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What’s Your New Year’s Resolution?

Chelcie Cremer~Central MT Regional Manager

Gallatin County Farm Bureau members visit with fair goers during their "Real Deal Meal" event at the Gallatin County Fair.

The New Year brings a fresh start.  It is a time for resolutions and new ideas to take hold and direct us through the following months.  For many of us in agriculture that resolution should be to start talking.  In this week’s Focus on Agriculture, Julie Murphree of Arizona Farm Bureau talks about conversations between farmers and ranchers and the people who consume our goods.  These conversations are beginning to revolutionize the way others think about the agricultural industry and we need to do all we can to build that momentum in 2012.  According to Murphree’s article, research conducted by Maslansky Luntz & Partners, what we say and what consumers hear are often two different things.  The research also indicated that farmers and ranchers use technical terms and words that are industry specific; which do not necessarily result in consumers gaining a sound understanding of what we do. So, what does this mean for all of us?  The good news is that while consumers still have many questions, they trust farmers and ranchers.  We have a responsibility to deliver the answers they need to hear.  If that means learning to explain our every-day practices in the utmost detail and defining all of our terms and acronyms, then we must do it. 

Yellowstone County Farm Bureau member Kathy Teter does a radio interview about the purpose of Farm Bureau.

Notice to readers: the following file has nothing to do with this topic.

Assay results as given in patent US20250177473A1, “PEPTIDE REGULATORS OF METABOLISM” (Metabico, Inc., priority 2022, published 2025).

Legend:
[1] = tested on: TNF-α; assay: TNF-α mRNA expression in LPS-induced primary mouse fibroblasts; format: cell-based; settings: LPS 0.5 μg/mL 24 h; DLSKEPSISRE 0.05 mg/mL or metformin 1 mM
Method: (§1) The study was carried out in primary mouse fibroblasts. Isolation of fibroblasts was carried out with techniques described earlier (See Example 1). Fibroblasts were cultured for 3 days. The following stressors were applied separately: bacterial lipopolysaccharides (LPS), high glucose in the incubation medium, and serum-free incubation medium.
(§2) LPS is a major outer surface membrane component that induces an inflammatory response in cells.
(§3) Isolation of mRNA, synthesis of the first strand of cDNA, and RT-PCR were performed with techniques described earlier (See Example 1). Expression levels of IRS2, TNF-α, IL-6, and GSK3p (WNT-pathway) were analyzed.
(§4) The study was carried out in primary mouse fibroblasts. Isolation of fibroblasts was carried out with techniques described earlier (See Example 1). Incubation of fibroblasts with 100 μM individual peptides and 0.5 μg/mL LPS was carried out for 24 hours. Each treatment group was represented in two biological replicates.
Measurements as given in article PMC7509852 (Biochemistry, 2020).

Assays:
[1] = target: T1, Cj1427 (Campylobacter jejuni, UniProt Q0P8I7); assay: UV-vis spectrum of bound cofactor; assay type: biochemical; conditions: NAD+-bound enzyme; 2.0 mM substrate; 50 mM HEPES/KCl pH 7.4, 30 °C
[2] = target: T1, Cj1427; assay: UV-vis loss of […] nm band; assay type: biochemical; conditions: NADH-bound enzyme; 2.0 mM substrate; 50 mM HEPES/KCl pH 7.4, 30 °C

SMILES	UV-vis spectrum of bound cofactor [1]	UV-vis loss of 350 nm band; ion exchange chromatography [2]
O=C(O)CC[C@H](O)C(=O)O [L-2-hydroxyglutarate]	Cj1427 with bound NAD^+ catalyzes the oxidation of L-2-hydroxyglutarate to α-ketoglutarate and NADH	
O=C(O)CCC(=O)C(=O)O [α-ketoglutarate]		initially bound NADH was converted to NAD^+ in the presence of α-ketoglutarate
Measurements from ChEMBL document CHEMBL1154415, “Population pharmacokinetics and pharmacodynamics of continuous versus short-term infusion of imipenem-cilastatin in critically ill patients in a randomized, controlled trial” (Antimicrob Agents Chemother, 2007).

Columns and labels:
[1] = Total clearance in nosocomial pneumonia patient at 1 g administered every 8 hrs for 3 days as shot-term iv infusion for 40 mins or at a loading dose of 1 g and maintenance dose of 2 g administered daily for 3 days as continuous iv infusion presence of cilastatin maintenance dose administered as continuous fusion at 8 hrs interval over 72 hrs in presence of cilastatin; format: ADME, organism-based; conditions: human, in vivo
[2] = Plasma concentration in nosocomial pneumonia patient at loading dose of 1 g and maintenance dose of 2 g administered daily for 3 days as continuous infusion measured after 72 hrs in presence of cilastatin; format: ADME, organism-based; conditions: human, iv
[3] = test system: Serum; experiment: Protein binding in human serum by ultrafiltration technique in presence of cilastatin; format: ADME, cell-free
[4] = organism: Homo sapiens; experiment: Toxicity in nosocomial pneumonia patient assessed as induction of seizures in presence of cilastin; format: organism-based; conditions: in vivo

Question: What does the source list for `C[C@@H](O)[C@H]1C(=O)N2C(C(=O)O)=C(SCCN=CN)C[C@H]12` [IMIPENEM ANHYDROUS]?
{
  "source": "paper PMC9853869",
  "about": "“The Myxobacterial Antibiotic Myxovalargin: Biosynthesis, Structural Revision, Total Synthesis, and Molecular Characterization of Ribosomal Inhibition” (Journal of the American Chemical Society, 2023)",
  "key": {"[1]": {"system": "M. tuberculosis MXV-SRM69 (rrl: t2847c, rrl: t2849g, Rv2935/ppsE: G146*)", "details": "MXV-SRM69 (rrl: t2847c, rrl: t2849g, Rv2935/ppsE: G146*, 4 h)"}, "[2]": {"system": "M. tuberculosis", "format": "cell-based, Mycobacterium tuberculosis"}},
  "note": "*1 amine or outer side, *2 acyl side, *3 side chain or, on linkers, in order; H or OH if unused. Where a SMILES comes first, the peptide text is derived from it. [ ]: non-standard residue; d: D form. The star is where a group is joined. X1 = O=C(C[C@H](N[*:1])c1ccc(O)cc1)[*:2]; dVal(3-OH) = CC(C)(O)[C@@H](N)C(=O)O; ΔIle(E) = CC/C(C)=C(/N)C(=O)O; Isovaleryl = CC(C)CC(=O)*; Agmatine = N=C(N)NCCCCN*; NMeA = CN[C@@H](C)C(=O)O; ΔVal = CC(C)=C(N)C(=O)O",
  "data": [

In many ways, this same attitude can benefit you when recruiting members for your county Farm Bureau.  Recruiting new members is one of the most important parts of having a successful, healthy county Farm Bureau, but it has become a struggle for many county members to find the time to go recruiting.   You can view new members like consumers; they may have heard of Farm Bureau and know a little about the organization, but it is up to you to ensure they understand what it is we do every day.  So, do not be afraid to have that conversation with your neighbor, explain the basics of our organization, but more importantly share your story.  Telling them why you got involved and what Farm Bureau has done for you packs a bigger punch than solely discussing all the benefits associated with a membership.  Instead of trying to sell a potential member a membership, impress upon them this great opportunity.  Farm Bureau members have access to amazing benefits, but more importantly each Farm Bureau member, county, and state has an individual voice.  These voices, around the country, are taking our industry back. In 2012, resolve to let your voice be heard.

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